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Wednesday, July 16, 2008
New Upgrades to the Five Star Safety Rating Program
U.S. Transportation Secretary Mary E. Peters recently announced that under a new plan to improve the federal government's automobile crash tests and strengthen its five-star vehicle safety rating system, consumers will have better, more complete safety information about the vehicles they want to purchase.
"Knowing how many horses a car engine has is important, but knowing how safe a car is before you even step into a dealership ought to be essential," said Secretary Peters. "We want to make sure consumers can easily take safety into consideration when choosing a new vehicle, along with price, fuel efficiency, size and the color they like best."
For the first time, under the improvements to the five-star safety rating program, vehicles beginning with model year 2010 will be given an overall safety rating that combines results from frontal, side and rollover tests. Secretary Peters said the upgraded system will also include new frontal crash tests, and a new side pole test to simulate crashing a vehicle around a tree. Female crash dummies will be added to the tests, so women and larger children are represented, and new testing for leg injuries will be done, said the Secretary.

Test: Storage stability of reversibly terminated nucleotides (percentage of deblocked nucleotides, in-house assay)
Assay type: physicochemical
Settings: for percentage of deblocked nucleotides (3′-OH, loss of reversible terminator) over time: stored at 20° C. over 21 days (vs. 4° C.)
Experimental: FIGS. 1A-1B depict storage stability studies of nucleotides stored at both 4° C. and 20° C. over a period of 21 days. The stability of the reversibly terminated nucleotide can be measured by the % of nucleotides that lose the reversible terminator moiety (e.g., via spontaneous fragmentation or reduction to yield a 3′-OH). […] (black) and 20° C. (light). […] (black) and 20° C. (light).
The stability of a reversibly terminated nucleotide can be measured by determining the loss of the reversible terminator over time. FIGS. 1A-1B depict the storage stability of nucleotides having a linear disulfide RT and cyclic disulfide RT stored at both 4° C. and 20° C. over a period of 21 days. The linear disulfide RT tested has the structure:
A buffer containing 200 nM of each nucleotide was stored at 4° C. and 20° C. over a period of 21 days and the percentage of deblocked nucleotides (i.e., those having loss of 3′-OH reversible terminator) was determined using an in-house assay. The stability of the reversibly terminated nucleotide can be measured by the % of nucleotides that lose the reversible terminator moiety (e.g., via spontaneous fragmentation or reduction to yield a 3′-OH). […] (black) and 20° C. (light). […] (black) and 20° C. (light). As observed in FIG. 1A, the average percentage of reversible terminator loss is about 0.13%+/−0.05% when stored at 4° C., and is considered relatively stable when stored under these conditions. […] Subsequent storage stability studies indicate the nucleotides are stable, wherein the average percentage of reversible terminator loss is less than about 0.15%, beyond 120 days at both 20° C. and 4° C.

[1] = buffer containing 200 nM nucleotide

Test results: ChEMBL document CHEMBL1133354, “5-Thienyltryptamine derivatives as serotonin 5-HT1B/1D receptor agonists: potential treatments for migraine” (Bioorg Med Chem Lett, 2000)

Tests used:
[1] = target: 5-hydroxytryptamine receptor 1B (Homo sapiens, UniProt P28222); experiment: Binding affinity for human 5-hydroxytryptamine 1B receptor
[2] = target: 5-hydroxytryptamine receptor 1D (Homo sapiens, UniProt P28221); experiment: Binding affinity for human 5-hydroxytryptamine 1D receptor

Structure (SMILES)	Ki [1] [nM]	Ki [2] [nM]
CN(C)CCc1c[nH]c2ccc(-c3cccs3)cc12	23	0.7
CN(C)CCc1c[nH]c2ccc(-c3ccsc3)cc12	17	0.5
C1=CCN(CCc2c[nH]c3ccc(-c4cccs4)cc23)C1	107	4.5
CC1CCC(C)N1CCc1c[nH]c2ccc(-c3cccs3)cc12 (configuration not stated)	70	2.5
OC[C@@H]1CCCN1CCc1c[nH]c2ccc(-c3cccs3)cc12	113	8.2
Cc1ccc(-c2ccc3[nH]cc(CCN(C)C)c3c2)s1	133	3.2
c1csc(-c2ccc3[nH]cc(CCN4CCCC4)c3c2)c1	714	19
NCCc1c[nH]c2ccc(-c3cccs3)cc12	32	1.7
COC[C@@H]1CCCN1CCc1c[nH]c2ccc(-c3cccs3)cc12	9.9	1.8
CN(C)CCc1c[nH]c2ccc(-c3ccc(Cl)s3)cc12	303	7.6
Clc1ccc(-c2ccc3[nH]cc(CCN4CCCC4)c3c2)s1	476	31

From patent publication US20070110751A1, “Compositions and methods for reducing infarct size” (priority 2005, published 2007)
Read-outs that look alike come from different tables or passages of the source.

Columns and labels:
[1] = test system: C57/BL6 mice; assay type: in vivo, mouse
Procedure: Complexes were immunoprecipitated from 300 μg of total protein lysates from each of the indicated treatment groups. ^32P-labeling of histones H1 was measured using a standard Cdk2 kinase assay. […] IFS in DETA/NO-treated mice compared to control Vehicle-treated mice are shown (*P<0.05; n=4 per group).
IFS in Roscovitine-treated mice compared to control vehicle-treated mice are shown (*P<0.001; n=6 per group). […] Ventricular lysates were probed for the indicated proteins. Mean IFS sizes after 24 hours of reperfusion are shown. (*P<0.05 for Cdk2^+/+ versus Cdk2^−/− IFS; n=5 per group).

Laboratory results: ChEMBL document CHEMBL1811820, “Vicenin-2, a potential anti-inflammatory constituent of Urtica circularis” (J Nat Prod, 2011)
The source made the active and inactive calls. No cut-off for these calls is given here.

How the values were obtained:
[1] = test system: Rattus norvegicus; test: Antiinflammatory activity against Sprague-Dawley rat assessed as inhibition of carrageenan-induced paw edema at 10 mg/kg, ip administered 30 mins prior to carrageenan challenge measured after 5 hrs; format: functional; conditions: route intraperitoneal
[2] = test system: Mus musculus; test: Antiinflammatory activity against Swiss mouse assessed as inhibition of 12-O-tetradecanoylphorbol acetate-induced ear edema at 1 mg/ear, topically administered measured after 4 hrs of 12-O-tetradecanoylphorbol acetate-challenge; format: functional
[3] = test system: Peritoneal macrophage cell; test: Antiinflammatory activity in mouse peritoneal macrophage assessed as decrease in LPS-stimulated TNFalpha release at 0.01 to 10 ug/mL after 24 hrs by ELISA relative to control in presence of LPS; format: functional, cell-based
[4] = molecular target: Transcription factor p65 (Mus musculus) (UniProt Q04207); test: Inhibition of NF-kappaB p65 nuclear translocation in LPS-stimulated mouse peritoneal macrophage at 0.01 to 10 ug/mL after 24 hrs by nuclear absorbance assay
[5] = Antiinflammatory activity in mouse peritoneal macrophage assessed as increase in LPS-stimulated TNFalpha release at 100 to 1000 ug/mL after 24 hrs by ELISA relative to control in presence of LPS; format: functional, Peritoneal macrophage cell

Secretary Peters said that for the first time, a new rating on emerging advanced technologies will be added so shoppers will know whether specific crash avoidance technologies—specifically electronic stability control, lane departure warning systems and forward collision warning systems—are standard or optional features on new vehicles.
"Enhanced Government Safety Ratings are intended to further the continuous advancement of vehicle safety," said National Highway Traffic Safety Administrator, Nicole R. Nason. "In addition to providing important information to consumers, the ratings encourage vehicle manufacturers to continue to design vehicles that reach an even higher level of safety."
The NHTSA performs rollover and crash tests on new cars and trucks every year, and assigns them a safety rating available on the window label of new vehicles. For nearly 30 years, the five star safety rating system has become the starting point for major safety improvements to new vehicle design. For more information on upgrades to the Government Safety Ratings System, visit http://www.nhtsa.gov/staticfiles/DOT/NHTSA/Rulemaking/Rules/Associated%20Files/NCAP_Final_Notice_July_08.pdf.
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